Home > Scrivener  > Compiling: Section types

Header image | Compiling: Section typesIn this mini-series of posts. I focus on three aspects of compiling:

  • Last time it was output options.
  • This time: section types
  • Next time: placeholders, headers and footers

I’ve already published a series of posts on compiling with Scrivener 3, that I recommend you read:

I explain in Compiling with Scrivener 3: An Introduction that there are three decisions to make:

  1. What will be compiled? (which was covered in the first post of that series)
  2. What output route will you take?’ (and that’s what I focused on last time)
  3. How will the material look after compiling?

Today’s blog post addresses the third question.

How will the material look after compiling?

This is an easy question to answer (partially): you will not want it all to look the same! And that’s where section types come in.

  • Sections types are applied to all documents and folders.
  • Section types provide a way of labelling your material – your folders and documents that contain this material – so that different types of material can be made to look different after compiling.

Section types provide a way of typifying components of your book; it’s a way of categorising elements of your work.

  • These documents/folders need a page break before; these don’t.
  • These documents need a title; these don’t.
  • These titles need to be in 20pt; these ones need to be 16pt; these need to be 14pt.

Scrivener uses terms like ‘chapter’, ‘section’, and ‘scene’ as section types (which might serve you well) based on the structure in your binder.

If you click the other tab, Section Types, you’ll see the complete list and the + sign (bottom left) allows you to create your own section types. Choose a name that is meaningful!

The formatting for each section type can then be edited (in Compile) to suit your specific requirements for that category of material.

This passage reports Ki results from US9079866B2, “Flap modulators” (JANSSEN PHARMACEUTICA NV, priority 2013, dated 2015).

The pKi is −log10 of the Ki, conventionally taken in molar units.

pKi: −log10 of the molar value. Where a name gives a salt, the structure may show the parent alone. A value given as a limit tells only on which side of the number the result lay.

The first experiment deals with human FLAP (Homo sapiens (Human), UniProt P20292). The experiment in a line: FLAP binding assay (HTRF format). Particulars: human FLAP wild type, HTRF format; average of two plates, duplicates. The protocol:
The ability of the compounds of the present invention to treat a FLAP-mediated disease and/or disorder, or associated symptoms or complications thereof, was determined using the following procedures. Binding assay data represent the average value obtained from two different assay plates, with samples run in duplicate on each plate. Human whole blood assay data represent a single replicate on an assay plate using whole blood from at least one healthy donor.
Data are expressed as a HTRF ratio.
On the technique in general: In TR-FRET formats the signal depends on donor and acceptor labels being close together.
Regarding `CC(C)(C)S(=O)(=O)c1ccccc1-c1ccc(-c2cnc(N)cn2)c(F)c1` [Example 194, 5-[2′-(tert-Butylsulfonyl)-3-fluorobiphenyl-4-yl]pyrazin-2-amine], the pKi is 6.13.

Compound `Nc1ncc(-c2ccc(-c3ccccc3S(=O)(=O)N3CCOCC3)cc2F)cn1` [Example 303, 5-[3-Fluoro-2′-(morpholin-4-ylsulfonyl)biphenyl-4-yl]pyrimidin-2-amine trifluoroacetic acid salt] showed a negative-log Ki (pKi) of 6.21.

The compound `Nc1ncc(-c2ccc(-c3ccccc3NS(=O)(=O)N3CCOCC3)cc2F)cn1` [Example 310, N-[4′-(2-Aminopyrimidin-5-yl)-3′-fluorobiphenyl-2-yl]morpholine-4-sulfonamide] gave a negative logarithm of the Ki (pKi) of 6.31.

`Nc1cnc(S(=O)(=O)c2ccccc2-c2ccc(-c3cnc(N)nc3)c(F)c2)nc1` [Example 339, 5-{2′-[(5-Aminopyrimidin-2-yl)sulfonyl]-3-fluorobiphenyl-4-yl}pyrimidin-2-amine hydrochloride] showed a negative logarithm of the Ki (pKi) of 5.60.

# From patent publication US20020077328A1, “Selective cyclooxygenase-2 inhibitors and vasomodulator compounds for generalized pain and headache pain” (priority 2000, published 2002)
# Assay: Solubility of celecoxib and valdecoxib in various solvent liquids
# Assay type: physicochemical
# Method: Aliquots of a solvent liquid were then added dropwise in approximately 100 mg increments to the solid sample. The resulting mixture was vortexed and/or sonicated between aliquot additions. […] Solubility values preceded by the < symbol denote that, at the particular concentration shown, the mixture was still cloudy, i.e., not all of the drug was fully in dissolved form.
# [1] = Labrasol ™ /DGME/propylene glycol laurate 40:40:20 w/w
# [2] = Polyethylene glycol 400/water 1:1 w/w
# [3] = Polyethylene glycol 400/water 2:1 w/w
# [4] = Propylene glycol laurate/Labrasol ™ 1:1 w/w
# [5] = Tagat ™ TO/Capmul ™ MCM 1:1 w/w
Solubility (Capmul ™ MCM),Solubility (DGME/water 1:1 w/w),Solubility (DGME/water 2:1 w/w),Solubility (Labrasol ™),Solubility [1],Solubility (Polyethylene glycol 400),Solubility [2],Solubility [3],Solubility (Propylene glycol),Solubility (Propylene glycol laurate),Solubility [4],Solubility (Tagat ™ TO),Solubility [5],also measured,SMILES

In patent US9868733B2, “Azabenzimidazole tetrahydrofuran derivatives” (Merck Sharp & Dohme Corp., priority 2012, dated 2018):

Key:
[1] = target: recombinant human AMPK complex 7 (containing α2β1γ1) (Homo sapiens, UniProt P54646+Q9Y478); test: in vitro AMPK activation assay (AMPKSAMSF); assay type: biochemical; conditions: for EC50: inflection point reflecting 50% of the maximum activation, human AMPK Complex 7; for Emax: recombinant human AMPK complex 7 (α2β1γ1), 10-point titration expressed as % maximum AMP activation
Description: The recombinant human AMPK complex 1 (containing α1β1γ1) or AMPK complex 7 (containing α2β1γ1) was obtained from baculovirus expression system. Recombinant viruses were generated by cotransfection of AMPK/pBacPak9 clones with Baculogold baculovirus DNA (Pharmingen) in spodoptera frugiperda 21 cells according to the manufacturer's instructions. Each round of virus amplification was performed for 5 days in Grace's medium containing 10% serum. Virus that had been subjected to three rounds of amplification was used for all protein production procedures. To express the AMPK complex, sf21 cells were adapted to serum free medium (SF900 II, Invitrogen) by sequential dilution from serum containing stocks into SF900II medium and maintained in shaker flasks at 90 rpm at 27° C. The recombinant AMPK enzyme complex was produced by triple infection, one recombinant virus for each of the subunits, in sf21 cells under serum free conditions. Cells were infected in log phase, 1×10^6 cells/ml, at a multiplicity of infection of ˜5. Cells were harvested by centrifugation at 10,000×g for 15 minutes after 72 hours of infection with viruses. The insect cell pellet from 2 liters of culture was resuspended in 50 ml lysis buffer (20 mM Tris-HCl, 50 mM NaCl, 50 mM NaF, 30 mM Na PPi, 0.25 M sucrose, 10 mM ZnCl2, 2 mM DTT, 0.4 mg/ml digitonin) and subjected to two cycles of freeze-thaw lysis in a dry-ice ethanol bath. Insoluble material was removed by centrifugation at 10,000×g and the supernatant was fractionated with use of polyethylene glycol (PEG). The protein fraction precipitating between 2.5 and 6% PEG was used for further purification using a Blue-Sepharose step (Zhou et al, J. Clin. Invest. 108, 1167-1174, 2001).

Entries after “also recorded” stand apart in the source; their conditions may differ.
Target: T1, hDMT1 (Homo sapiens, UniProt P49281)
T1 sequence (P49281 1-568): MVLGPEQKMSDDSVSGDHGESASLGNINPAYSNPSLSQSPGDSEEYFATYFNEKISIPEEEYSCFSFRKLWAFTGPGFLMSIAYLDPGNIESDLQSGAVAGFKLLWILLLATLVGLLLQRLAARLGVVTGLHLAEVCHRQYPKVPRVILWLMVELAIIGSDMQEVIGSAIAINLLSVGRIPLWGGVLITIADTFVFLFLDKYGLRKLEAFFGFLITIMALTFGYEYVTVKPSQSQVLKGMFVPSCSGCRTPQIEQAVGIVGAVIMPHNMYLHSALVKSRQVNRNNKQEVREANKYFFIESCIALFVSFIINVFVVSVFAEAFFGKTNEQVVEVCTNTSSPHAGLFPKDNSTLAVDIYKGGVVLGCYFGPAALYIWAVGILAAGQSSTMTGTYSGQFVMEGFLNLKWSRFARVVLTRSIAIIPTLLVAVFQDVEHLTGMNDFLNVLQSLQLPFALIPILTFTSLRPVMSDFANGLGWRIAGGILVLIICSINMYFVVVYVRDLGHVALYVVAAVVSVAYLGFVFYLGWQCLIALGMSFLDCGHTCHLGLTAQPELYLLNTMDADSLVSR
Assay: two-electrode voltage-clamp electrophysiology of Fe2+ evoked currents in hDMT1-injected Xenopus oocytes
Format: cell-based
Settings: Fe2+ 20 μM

First, you opt to edit the Project format and then, within that, the section layouts for each of the section types.

Choose the Section Layouts tab, and then, within the Section Layouts pane, choose a row for the section type you want to format. Notice that Scrivener has its own Layout names, but it also tells you to which section types these are assigned. The Layout names that are in bold are the ones you have used.

The important thing is, having identified a section type to match any specific combination of formatting requirements, you need to apply that section type to all the documents/folders that you want formatted in that way.

How many section types do you need?

The Scrivener manual provides an example of how many different section types might be needed in a non-fiction book.

Figure 7.6 | Compiling: Section types

The ones in italic are default section types. When you choose to start a new project and select a template, section types are assigned to the parts, chapters, scenes, sections. The others (not in italic) can be created by the user.

These are the section types for my Dead Wood novel.

Dead Wood section types

I am using only three section types: ‘Chapter Heading’ and ‘Scene’ are Scrivener defaults; I created ‘Ch opening quote’.

Recommended strategy

I recommend the usual strategy: one step at a time, trial and error …

  1. Starting with the Scrivener defaults, assign one of them to a section layout that meets your requirements (eg for page breaks before)